The menus for this release are nicely done, to a point. The imagery used is that of a series of stairs that lead up to curtains and the various characters from the episodes are all huddled together on the stairs. When it moves from menu to menu, a brief curtain comes down and back up. Normally transitional animations bother me but this is fairly quickly and nicely in theme. The strange downside to the menus, especially the main one, is the lack of music associated with it. You almost wonder if something's wrong with the disc since it's so quiet. Access times are nice and fast and the layout pretty easy to navigate. The disc also correctly read our players' language presets which is a big plus.

The extras for the opening volume are pretty much what you'd consider the standard selection. We've got a clean opening sequence and we've also got the opening sequence in its original Japanese version, something we really like seeing. The only other extra is a section of production sketches.

Content: (please note that content portions of a review may contain spoilers)
For over a decade now, Rumiko Takahashi has been one of those creators that I have a serious love/hate relationship with. She's obviously creative and has the talent to put it all to good use. Most of her creations have a certain level of recognition and some of them are as strongly identified among the Japanese in the way the Simpson's are for most American's. While her style has sort of settled a bit, particularly when she's working something long running, it's a recognizable style that suits her material well.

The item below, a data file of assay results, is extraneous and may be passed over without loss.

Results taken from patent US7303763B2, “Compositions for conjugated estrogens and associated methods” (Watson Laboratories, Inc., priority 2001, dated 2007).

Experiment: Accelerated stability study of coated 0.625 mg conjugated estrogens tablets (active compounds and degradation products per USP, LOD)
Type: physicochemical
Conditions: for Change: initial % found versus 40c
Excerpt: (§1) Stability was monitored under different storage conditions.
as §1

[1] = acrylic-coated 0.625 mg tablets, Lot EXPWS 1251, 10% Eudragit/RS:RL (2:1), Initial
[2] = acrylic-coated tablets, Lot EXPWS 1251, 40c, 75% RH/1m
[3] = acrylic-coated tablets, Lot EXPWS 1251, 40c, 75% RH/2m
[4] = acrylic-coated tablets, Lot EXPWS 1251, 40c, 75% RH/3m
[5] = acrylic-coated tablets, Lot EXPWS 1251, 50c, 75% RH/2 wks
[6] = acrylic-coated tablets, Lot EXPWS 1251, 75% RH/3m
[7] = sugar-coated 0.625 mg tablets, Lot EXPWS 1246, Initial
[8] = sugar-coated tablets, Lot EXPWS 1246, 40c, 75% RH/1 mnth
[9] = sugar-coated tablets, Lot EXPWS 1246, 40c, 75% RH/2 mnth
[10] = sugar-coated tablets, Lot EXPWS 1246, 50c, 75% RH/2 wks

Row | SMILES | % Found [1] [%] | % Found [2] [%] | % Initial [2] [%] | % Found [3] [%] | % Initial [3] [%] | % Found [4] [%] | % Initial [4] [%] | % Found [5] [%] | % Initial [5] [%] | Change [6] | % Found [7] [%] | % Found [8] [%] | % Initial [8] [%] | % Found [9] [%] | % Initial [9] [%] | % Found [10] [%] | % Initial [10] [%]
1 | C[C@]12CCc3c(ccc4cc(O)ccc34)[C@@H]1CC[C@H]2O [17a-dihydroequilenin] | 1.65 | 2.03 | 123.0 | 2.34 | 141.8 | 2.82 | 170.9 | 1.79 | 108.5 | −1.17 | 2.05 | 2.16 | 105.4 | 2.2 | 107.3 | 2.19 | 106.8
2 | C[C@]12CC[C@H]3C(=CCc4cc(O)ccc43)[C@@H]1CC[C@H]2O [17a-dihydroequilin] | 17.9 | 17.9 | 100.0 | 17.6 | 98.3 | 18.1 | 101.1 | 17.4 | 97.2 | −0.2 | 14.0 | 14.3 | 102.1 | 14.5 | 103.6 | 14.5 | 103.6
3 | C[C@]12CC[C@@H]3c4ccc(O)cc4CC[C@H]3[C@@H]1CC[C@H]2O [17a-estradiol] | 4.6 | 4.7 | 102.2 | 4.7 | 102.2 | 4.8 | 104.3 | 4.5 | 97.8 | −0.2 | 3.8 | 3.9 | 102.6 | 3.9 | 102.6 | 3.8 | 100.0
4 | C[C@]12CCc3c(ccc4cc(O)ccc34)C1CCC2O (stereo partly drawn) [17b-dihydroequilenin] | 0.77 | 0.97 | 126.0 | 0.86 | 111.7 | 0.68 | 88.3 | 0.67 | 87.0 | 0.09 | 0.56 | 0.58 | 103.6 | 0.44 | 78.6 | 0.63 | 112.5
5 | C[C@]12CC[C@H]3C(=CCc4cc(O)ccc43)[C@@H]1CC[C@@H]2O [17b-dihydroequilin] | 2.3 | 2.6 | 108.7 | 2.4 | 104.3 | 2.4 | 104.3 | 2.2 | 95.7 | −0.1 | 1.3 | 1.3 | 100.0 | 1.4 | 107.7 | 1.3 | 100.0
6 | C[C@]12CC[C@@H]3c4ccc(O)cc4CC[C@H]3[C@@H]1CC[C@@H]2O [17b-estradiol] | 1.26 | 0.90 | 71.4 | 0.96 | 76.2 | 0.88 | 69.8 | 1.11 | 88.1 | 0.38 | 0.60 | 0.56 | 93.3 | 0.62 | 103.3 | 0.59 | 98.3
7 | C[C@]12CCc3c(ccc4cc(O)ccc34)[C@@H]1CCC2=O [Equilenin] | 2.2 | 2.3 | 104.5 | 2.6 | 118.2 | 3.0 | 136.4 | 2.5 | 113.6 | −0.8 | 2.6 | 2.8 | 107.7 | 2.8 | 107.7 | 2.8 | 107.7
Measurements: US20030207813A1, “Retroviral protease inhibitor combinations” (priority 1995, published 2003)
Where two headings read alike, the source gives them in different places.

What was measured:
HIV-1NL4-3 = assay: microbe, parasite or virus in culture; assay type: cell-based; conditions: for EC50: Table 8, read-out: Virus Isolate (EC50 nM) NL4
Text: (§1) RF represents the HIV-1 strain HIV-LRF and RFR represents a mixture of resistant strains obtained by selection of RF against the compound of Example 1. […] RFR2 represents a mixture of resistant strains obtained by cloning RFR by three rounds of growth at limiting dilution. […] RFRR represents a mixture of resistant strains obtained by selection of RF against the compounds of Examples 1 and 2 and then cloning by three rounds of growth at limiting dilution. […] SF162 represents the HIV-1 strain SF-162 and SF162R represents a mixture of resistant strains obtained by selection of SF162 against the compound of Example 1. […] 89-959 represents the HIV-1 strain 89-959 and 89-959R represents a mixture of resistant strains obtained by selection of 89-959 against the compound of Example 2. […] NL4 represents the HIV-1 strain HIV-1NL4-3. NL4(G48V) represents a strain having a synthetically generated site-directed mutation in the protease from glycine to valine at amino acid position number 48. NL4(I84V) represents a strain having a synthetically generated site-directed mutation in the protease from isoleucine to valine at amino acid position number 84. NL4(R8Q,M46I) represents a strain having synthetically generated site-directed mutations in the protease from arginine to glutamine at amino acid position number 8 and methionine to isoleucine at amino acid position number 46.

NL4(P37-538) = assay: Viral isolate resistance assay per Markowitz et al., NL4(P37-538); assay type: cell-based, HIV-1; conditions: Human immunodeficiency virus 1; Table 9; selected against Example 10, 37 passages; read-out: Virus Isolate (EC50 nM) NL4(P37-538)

With so many different things in her head over the years, it's not surprising that the anime side has decided to try and do an anthology series for her works. She's done more than enough stand alone manga over the years and several one-shots and short serials that would work ideally in a longer setting if it worked well enough. Unfortunately though, from what I've found throughout the years, fans of Takahashi's works tend to focus on the one that they got into and find it hard to get into others, or at least more than one or maybe two others. Typically speaking, Ranma fans aren't Inu-Yasha fans. Inu-Yasha fans aren't Urusei Yatsura fans. And Maison Ikkoku fans just seem to be incredibly silent far too often.

The opening volume brings us three separate tales and all of them are fun little stories, some more thoughtful than others, but all of them retain that flavor of storytelling that you don't usually get in Takahashi's longer running works. With her stories being forced to fit into a smaller window, we get to see a better side of her creativity that's given some restrictions and a bit of tightness to it. I've found over the years that those are the stories of hers that I end up enjoying the most. For example, the opening tale is about a salaryman's family in corporate housing that is asked to watch a penguin for a friend who is going off to the US for a week. Since the housing complex doesn't allow pets, the family – or rather the mother – has to keep it a secret, which is a problem since a fellow neighbor is on something of a calm faced witch hunt for others with pets, giving them the choice to get rid of the pet or move out of the complex themselves. Since the pet is a penguin you get the absurdity factor to it, as well as the very cute factor, but the writing is nice and tight and very character driven since there's roughly a weeks time that is the focus of the story and there's a beginning, middle and end to it. It's a good well structured piece that plays out a bit like expected but still quite enjoyable.